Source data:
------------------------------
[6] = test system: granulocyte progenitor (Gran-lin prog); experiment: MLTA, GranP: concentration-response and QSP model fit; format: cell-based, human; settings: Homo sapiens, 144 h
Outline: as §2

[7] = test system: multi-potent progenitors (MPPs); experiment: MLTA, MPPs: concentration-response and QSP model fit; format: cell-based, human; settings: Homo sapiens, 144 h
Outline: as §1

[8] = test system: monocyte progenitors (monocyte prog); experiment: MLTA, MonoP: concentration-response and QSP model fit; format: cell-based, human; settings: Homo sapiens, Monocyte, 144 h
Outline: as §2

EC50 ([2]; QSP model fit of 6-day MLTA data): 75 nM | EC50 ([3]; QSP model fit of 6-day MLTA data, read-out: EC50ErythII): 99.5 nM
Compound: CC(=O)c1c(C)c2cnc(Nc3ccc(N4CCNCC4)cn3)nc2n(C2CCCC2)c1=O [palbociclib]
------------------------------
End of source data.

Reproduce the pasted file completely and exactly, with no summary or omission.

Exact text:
[6] = test system: granulocyte progenitor (Gran-lin prog); experiment: MLTA, GranP: concentration-response and QSP model fit; format: cell-based, human; settings: Homo sapiens, 144 h
Outline: as §2

[7] = test system: multi-potent progenitors (MPPs); experiment: MLTA, MPPs: concentration-response and QSP model fit; format: cell-based, human; settings: Homo sapiens, 144 h
Outline: as §1

[8] = test system: monocyte progenitors (monocyte prog); experiment: MLTA, MonoP: concentration-response and QSP model fit; format: cell-based, human; settings: Homo sapiens, Monocyte, 144 h
Outline: as §2

EC50 ([2]; QSP model fit of 6-day MLTA data): 75 nM | EC50 ([3]; QSP model fit of 6-day MLTA data, read-out: EC50ErythII): 99.5 nM
Compound: CC(=O)c1c(C)c2cnc(Nc3ccc(N4CCNCC4)cn3)nc2n(C2CCCC2)c1=O [palbociclib]